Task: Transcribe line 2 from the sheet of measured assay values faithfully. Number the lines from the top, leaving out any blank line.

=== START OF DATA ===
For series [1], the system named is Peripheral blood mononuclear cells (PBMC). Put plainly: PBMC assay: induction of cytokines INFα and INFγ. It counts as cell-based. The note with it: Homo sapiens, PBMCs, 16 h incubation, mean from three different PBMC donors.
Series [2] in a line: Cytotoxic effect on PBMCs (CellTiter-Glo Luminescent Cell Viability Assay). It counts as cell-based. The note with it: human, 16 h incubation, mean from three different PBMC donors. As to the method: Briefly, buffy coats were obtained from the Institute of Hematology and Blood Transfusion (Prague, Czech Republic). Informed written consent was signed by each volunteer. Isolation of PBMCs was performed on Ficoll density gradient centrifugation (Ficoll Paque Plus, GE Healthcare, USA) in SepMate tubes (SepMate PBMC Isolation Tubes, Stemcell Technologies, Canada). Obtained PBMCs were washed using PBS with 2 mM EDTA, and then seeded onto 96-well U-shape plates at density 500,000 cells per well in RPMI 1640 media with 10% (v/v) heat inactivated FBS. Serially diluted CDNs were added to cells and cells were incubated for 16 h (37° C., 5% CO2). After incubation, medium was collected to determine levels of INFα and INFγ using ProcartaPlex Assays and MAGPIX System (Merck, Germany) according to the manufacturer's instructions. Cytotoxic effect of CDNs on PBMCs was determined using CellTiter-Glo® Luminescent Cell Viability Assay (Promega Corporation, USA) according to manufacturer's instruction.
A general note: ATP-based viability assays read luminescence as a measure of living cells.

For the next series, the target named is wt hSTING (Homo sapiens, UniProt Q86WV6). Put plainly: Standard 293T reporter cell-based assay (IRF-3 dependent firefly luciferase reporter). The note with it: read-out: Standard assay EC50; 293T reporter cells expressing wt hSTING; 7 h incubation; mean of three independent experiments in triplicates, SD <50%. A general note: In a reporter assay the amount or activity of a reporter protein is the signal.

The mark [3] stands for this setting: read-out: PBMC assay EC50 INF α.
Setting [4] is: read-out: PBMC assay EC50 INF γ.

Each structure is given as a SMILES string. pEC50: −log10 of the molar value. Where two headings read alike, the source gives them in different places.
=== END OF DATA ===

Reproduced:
Series [2] in a line: Cytotoxic effect on PBMCs (CellTiter-Glo Luminescent Cell Viability Assay). It counts as cell-based. The note with it: human, 16 h incubation, mean from three different PBMC donors. As to the method: Briefly, buffy coats were obtained from the Institute of Hematology and Blood Transfusion (Prague, Czech Republic). Informed written consent was signed by each volunteer. Isolation of PBMCs was performed on Ficoll density gradient centrifugation (Ficoll Paque Plus, GE Healthcare, USA) in SepMate tubes (SepMate PBMC Isolation Tubes, Stemcell Technologies, Canada). Obtained PBMCs were washed using PBS with 2 mM EDTA, and then seeded onto 96-well U-shape plates at density 500,000 cells per well in RPMI 1640 media with 10% (v/v) heat inactivated FBS. Serially diluted CDNs were added to cells and cells were incubated for 16 h (37° C., 5% CO2). After incubation, medium was collected to determine levels of INFα and INFγ using ProcartaPlex Assays and MAGPIX System (Merck, Germany) according to the manufacturer's instructions. Cytotoxic effect of CDNs on PBMCs was determined using CellTiter-Glo® Luminescent Cell Viability Assay (Promega Corporation, USA) according to manufacturer's instruction.